Sometimes life has a funny way of working itself out. It’s not that things are so drastically different as an adult than how I imagined they’d be, but looking back, I’ve had a few surprises. When I was a little girl and people asked me what I wanted to be when I grew up, I confess I never said I wanted to work at a mikveh. As a native New Yorker, I didn’t expect to marry a Jewish boy from New Hampshire. And I never imagined that I’d have pet chickens. (Despite how it sounds, the boy from New Hampshire actually wanted nothing to do with having poultry on our property…)
About a year ago I started taking to the idea of having fresh eggs every day. I didn’t exactly need a bed-and-breakfast level supply, but I was intrigued by the back-to-the-land farm nostalgia I could bring into my suburban life (OK, I have no experience to warrant said nostalgia, but that’s besides the point). I visited my neighbor who owns more chickens than I’d ever seen in one place with the exception of a massive chicken hatchery on a kibbutz in Israel, and just couldn’t shake the idea.
READ: The Kibbutz Isn’t So Bad
Next thing I knew I was the proud owner of three baby chicks and, after many months of waiting, three bona fide, adult, egg-laying hens. I made lots of quiches, enjoyed discovering just how many chicken metaphors exist in the English language, and reveled in the fact that one of my baby’s first words was, “chick-ken!” as he pointed and chased them around the yard.
That all changed the day I got frantic phone calls and text messages from my husband, who found that our chickens were attacked by what we later discovered to be a neighborhood dog. I’ll spare you the gory details and photos, but suffice it to say that these girls took a good beating and we’re still working on nursing them back to health. We are hoping for the best but unsure what the outcome will be for one chicken in particular.
My daughter, almost 8 years old, insisted on seeing the hurt birds, despite our warnings that she might find the scene frightening. In the moment she responded well, understanding the gravity of the situation while not letting it get to her too much.
And then, she went to bed. Or tried to, anyway. Which, of course, is when the real emotion comes out. She came downstairs saying she couldn’t sleep because she was so worried about Snowball. “I mean, I guess if I had to choose between the chickens and my family I’d choose my family… but it’s like the chickens ARE my family.”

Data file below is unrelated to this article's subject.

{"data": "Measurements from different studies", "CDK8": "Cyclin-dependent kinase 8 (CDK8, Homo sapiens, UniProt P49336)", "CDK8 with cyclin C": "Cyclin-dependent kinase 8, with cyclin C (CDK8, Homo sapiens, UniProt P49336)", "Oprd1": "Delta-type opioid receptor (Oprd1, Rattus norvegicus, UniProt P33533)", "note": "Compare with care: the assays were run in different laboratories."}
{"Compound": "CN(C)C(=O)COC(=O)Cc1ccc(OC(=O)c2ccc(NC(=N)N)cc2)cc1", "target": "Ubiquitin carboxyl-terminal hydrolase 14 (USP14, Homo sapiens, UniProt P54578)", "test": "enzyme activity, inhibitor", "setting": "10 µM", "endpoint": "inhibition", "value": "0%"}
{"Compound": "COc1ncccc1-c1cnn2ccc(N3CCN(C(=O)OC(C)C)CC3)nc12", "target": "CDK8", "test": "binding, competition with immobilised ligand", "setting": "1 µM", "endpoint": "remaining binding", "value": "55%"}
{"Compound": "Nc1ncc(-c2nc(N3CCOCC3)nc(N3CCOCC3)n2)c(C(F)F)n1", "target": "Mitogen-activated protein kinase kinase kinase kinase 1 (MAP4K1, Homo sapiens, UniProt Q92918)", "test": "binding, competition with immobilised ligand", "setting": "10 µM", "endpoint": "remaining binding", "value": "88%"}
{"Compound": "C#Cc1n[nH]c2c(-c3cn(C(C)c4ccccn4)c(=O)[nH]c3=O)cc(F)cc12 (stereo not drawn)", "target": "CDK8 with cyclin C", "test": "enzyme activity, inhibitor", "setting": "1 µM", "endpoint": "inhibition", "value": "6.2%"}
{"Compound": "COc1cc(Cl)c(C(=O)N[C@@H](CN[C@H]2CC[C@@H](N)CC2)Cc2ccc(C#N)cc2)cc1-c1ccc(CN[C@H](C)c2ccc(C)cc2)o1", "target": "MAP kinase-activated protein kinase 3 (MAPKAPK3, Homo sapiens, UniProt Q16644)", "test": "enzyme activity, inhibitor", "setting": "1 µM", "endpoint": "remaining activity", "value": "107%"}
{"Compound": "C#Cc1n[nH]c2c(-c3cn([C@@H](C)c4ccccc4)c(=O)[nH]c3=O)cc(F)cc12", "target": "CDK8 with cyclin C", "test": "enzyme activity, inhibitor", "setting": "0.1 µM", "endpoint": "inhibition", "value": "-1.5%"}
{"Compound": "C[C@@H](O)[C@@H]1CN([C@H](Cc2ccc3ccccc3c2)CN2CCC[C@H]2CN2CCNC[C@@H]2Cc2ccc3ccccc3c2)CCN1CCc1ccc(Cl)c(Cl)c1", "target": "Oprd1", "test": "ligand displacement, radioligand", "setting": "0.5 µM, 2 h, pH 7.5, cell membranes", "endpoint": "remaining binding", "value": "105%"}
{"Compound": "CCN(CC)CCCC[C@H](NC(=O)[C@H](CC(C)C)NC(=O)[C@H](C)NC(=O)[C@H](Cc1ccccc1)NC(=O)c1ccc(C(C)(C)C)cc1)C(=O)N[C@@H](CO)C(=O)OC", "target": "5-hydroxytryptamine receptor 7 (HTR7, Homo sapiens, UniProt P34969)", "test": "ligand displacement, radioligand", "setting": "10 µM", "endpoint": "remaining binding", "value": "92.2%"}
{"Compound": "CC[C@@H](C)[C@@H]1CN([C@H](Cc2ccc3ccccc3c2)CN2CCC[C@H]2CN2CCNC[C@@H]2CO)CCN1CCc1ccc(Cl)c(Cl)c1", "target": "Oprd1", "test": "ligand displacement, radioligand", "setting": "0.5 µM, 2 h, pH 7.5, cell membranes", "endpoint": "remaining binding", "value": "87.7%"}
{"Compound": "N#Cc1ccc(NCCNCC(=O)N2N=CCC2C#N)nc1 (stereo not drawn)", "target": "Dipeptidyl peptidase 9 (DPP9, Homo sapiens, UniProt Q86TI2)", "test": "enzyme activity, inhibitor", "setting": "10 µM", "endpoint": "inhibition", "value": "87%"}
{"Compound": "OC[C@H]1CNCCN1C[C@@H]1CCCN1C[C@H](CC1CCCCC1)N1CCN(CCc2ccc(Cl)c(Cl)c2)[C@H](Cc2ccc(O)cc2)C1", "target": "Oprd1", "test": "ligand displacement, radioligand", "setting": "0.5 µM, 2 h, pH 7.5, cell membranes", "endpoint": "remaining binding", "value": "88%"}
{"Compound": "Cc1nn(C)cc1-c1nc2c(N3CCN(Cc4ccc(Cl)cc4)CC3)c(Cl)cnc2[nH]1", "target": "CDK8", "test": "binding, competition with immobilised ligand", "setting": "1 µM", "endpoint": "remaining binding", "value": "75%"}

She told me she knew what she’d wish for the next time she wished upon a star, though she wasn’t sure whether she could tell me what it was, in case maybe then it wouldn’t come true. I let her know she could pray to God from anywhere, at any time, and how she didn’t need a star to have that conversation.
“I want to go to Mayyim Hayyim to say it to God in the water.”
Now, despite the fact that her mother is the executive director of the place, her primary association with Mayyim Hayyim is from her experience immersing more than two years ago prior to the birth of her youngest brother. What strikes me is that her visit then was completely celebratory. I don’t know if I’ve ever shared with her how many people find healing and comfort in the mikveh waters during more difficult times, yet now at 7 years old, she intuited that possibility and wanted it for herself.
This girl has grown up in a world where her only association with mikveh is positive. She knows there’s a place that welcomes her creativity with Jewish ritual and she feels empowered to make it her own. I feel incredibly hopeful about the future of her Jewish identity with this as her foundation.
She continues to ask about Snowball, who is currently in the care of an unbelievably generous soul. Our chicken (incidentally, previously named Piccata until this caretaking chicken angel preferred to go with the name my daughter had chosen instead–go figure) is healing well despite another near-fatal setback: Somewhere along the way she ate a screw and has been suffering from metal poisoning as well. But by some miracle involving peanut butter, cilantro, warm baths, and x-rays, it seems that Snowball may be in the process of total recovery and could possibly come back home again.
In the end, I never brought Ellie in for another immersion in the mikveh. Not yet, anyway. As is the way of fickle 7-year-olds, she seemed to forget about the idea just as easily as she imagined it. Even still, the first thing she did when she visited me at work a few days ago was ask if it would be OK to go feel the water. And then she wished, out loud, that Snowball would get better very, very soon.